The words exciting, page-turning and inspiring don’t even begin to describe the series of children’s books by Lucy Hawking and her father Stephen.
Together they take a simple story and weave physics into it, and occasionally some rather complex physics, and some incredible writing. It was very difficult to put down any of the three books, and I found myself just pushing ahead because I wanted, wanted, to know what was going to happen next. I kept thinking to myself ‘How are they going to get out of this?!’.
We meet George in George’s Secret Key to the Universe. George is an ordinary boy, apart from the fact that he has eco-warrior parents and a pet pig called Freddy. But even that comes to an end when he meets the new next door neighbours: Eric, his daughter Annie and their mysterious supercomputer Cosmos.
Now, Cosmos is no ordinary supercomputer, he (yes ‘he’, the computer has a personality, a brilliant personality) can transport you across space to other planets and galaxies. But as always in any fantastic story, there is an evil villain who wants to steal Cosmos and use him for his own purposes, and he puts Eric in danger!!
It continues in a similar fashion with the next two books, but they get more and more exciting. In George’s Cosmic Treasure Hunt we take a trip to Florida, USA, where someone leaves clues that force George and Annie to travel around the Solar System and beyond to stop the Earth being destroyed! And in the latest instalment, George and the Big Bang, Eric’s life is again endangered and George and Annie must do everything they can to stop a dark and dangerous society hell-bent on stopping the LHC from powering up. But who can they trust…?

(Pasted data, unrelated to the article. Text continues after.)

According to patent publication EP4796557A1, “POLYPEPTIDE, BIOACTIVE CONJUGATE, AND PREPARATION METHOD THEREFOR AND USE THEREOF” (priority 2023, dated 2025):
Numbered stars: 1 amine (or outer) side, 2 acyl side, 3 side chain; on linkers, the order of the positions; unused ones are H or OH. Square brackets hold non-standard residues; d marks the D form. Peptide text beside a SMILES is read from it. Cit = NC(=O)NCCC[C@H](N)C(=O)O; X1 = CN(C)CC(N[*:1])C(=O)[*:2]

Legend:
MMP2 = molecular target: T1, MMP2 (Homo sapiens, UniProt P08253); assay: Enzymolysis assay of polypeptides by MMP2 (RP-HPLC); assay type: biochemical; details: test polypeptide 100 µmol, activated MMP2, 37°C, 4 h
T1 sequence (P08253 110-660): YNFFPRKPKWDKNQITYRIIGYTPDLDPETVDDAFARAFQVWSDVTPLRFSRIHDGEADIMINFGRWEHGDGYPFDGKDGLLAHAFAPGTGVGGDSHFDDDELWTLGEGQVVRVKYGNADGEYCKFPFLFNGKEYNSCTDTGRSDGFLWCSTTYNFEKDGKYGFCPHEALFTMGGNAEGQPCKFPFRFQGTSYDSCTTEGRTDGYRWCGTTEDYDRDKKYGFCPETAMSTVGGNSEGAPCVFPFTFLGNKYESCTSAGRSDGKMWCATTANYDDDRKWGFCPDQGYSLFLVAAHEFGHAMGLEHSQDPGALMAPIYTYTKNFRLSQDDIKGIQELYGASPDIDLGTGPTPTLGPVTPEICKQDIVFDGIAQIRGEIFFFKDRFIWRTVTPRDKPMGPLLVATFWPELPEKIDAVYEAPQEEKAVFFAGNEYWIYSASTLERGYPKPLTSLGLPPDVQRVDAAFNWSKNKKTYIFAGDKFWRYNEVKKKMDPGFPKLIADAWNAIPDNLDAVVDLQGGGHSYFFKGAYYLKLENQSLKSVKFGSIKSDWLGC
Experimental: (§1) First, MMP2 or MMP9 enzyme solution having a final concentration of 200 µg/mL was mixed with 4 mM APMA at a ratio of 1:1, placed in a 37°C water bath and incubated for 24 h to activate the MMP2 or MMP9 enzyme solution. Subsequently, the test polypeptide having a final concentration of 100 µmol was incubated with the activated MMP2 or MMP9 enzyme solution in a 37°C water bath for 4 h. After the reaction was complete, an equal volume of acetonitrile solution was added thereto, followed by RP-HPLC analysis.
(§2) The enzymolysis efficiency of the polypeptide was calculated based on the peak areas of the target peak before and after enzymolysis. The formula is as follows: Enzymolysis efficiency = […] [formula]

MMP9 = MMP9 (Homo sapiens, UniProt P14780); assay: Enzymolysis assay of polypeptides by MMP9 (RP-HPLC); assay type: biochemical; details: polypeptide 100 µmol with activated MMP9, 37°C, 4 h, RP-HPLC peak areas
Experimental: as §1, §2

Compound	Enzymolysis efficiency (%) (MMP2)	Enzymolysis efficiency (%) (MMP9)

The books also contain pages and pages of additional facts, dotted throughout the story, which gives well explained descriptions of phenomena in physics and astronomy. And there are tons of glossy, full colour pictures to show examples of things mentioned, like images of the Moon and other galaxies. So at the same time as reading the story, you can learn about the universe. Almost osmosis like!
But not only do these books present physics in a simple format, they also explain the ethics of scientific research, and discuss the public perception of physics and the effect it has. Because George’s parents are eco-warriors, he has the gift of insight of how the application and use of physics can be beneficial to saving the Earth.
All of these sides to the books I think is what makes them so inspirational. If I wasn’t already doing my degree course, I think I would almost be convinced to switch right now!!
P.S I did find it quite funny that I read George and the Big Bang the day after the discovery of the Higgs Boson. Therefore making a vital moment of the book not possible to work anymore!! But that’s just me nitpicking.